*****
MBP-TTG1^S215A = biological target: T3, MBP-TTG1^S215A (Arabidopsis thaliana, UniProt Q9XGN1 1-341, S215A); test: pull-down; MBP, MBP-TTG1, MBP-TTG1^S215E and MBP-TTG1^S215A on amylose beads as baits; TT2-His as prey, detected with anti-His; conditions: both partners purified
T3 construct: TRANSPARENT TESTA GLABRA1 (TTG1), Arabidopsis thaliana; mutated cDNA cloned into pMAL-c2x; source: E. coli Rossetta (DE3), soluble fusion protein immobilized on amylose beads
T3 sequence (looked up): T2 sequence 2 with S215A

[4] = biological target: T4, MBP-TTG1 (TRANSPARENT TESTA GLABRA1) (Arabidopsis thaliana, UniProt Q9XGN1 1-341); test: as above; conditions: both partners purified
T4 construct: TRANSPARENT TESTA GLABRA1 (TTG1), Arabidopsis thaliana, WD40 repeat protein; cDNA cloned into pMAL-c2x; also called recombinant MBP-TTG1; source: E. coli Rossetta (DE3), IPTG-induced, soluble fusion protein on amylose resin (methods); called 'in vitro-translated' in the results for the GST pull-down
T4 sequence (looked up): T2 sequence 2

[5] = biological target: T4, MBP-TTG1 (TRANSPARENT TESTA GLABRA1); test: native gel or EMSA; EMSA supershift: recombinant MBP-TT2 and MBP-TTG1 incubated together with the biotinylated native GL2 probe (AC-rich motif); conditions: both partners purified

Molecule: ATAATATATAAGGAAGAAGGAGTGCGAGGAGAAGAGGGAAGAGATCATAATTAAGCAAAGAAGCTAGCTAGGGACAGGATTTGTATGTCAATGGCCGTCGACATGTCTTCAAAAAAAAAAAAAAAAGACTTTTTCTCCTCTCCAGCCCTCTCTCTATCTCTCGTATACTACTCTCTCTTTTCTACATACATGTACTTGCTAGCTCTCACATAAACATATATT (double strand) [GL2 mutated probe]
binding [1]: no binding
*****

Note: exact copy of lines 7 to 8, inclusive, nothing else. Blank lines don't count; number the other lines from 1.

[5] = biological target: T4, MBP-TTG1 (TRANSPARENT TESTA GLABRA1); test: native gel or EMSA; EMSA supershift: recombinant MBP-TT2 and MBP-TTG1 incubated together with the biotinylated native GL2 probe (AC-rich motif); conditions: both partners purified

Molecule: ATAATATATAAGGAAGAAGGAGTGCGAGGAGAAGAGGGAAGAGATCATAATTAAGCAAAGAAGCTAGCTAGGGACAGGATTTGTATGTCAATGGCCGTCGACATGTCTTCAAAAAAAAAAAAAAAAGACTTTTTCTCCTCTCCAGCCCTCTCTCTATCTCTCGTATACTACTCTCTCTTTTCTACATACATGTACTTGCTAGCTCTCACATAAACATATATT (double strand) [GL2 mutated probe]